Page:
After getting an oral piercing, the mouth has an open wound which allows bacteria to travel through the bloodstream. Bacteria then cause the floor of the mouth to rapidly swell, which can block the airway or prevent the swallowing of saliva.
At the dentist’s office, a medical history is taken which helps the dentist determine who is at risk and those patients are given antibiotics prior to certain dental procedures in order to avoid this potentially fatal problem. Most body piercers are unlicensed and are not members of the medical profession. Because of this, health histories are not recorded or reviewed, emergency medical kits are not available, antibiotics are not prescribed and postoperative care is not available. The teenagers might be told to expect some “swelling,” but without follow-up care, how do they know what is “abnormal” swelling? The equipment may also not be thoroughly sterilized, causing other infections.
“That’s so cool! Can I touch it?”
Touching piercings can also spread infections by their own or other’s fingers.
Maybe we would all benefit from paying a bit more attention to our own mouths and those we share our mouths with. If I walk away with any lesson from this study, it is that oral health should not be separated, or valued any less than other types of bodily health. If the eyes are the window to the soul, the mouth is the gateway to the entire body.
Pay attention to bleeding gums. Ask about the overall health of your mouth the next time you visit your dentist, and increase your visits to your hygienist to 3 or even 4 times a year, if your own regiment of clean isn’t doing it. I was amazed to find that I could get a computer print-out of the “gaps” in my gums, front and back and could get updated reports on just how well I’m closing them (and the “pockets of bacteria” they contain.) Each tooth in the printout was marked by numbers, with 3 mm being “normal” and the worst being 5 mm.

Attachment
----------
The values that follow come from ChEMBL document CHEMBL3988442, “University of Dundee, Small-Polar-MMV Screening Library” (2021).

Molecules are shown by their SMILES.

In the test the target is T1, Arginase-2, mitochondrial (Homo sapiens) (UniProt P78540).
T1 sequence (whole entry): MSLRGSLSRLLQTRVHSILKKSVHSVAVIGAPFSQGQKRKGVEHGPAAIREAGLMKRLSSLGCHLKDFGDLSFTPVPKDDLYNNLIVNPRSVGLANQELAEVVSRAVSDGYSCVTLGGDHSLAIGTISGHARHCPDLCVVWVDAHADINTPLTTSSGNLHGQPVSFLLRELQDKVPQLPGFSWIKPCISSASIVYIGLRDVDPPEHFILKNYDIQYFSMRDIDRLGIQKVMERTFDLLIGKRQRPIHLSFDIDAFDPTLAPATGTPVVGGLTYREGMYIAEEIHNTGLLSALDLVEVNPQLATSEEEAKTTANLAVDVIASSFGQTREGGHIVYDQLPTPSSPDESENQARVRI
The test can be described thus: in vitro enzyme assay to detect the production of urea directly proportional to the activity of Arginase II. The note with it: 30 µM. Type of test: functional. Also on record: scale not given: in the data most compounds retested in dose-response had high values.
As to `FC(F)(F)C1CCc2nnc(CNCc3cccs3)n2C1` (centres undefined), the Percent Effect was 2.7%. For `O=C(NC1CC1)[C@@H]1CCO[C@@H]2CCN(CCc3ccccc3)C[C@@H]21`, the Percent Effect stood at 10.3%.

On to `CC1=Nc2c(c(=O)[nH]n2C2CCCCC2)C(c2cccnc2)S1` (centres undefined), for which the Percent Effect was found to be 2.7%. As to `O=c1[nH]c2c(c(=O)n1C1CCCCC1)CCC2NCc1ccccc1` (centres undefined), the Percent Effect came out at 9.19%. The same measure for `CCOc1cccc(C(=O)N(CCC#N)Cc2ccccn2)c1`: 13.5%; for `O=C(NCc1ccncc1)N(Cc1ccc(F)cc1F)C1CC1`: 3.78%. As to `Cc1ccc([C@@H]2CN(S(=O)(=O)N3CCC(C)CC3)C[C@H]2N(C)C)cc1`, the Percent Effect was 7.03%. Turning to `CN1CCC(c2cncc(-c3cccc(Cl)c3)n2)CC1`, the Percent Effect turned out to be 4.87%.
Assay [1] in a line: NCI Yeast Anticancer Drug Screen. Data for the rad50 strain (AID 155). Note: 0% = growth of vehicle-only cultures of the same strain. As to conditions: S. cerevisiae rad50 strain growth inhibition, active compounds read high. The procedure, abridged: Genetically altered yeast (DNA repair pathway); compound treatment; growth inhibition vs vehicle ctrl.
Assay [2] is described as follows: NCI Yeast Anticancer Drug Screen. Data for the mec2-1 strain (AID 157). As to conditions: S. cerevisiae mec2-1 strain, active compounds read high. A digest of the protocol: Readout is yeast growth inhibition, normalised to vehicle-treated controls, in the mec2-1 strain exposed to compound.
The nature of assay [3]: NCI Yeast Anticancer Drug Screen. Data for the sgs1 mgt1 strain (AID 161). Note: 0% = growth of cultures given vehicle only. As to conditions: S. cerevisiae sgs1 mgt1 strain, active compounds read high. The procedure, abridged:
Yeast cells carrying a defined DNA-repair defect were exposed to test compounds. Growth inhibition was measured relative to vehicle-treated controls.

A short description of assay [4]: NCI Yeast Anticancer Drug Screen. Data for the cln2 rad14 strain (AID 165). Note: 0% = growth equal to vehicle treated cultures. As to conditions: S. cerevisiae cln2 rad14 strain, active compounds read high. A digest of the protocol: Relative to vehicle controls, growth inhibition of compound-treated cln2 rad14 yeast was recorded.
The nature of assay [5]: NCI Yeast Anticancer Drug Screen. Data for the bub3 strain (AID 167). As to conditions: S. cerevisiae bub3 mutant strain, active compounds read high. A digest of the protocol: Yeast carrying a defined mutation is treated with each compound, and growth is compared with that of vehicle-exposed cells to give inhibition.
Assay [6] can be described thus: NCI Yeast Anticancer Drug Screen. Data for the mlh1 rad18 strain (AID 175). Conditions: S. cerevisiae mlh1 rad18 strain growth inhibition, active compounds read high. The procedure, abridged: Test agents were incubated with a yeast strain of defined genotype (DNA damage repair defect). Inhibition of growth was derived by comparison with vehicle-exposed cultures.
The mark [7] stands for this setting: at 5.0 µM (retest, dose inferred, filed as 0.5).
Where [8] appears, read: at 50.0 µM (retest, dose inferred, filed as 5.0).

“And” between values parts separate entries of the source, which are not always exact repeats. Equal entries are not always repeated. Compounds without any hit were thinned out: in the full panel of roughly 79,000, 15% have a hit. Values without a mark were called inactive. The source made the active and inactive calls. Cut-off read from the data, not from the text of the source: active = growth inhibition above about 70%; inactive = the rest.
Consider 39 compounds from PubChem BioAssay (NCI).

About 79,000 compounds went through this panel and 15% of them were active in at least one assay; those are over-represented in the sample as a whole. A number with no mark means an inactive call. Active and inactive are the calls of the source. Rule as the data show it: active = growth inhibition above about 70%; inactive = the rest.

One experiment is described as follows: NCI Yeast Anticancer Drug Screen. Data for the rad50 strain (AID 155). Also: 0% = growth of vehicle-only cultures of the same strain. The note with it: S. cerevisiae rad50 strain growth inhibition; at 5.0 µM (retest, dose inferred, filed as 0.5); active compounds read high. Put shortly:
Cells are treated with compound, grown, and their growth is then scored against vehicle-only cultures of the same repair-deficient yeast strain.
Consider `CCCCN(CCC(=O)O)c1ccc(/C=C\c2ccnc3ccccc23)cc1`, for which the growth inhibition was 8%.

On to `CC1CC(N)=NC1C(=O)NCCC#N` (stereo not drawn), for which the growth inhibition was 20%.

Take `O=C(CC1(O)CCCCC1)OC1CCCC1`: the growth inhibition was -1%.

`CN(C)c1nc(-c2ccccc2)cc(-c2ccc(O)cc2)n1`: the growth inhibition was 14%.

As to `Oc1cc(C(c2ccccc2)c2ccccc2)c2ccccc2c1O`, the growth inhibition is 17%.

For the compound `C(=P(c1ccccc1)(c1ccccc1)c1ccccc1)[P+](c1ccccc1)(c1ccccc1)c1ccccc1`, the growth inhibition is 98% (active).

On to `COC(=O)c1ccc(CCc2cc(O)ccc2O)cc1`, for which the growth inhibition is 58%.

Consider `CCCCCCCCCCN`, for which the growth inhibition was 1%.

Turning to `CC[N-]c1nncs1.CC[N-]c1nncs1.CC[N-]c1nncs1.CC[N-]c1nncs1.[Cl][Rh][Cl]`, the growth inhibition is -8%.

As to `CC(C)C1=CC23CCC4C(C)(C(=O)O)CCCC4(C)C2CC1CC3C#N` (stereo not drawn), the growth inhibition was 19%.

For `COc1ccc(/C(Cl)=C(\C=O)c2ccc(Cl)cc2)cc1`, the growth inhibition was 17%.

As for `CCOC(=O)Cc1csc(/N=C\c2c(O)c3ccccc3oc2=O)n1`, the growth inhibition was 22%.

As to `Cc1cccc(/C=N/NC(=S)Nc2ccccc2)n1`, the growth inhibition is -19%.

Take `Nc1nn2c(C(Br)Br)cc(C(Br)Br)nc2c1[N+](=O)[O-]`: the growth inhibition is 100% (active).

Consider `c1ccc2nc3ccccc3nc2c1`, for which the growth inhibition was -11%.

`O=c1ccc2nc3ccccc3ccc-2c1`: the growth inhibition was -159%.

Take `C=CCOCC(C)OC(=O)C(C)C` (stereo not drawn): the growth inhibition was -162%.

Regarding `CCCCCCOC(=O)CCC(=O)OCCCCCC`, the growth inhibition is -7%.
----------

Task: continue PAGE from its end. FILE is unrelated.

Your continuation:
I collect stories, and the best ones are the ones that seem the most unlikely, but turn out to have truth in them. I’ll end by sharing three:
Growing up, my mother was taught to spit out into the toilet while brushing. I considered the habit disgusting, and she, herself, abandoned it after she got married. However, my hygienist confirmed the wisdom of the practice: “The bowls you used to spit into at the dentist’s office is now a thing of the past. That bowl was a cesspool of bacteria. Get used to this.”
My second oral tale is about the Inuit boy, who put his tongue on metal, and it froze there. The fast thinking Father, pulled out his penis and urinated on it, releasing the tongue with his warm stream. The father’s penis didn’t touch the boy’s tongue, saving the father’s genital from the child’s oral bacteria. (That last part I just added.) It turns out, until it hits the air, urine is sterile.
My last story is equally compelling: about oral sex and sexually transmitted infections (STI’s) . In a study of HIV infection rates and oral sex, it was assumed that the most likely HIV infections would occur with receptive fellatio with ejaculation .
However, what they found was an elevated rate of HIV among men with genital piercings: In three of the five cases in which they judged oral transmission to be likely, insertive fellatio by a man with a penile piercing was the highest risk implicated. The piercings may act as a skin “breach” even when the skin has apparently healed on the surface, allowing for viral entry. The presence of a metal stud or ring may well cause ongoing subclinical inflammation. Although not discussed in this study, it left me wondering if tongue piercings hold the same risk of infection.
Dr. K is the President and CEO of Couples Therapy Inc. She maintains her Intensive Couples Therapy practice on the edge of the Berkshires in Western Massachusetts.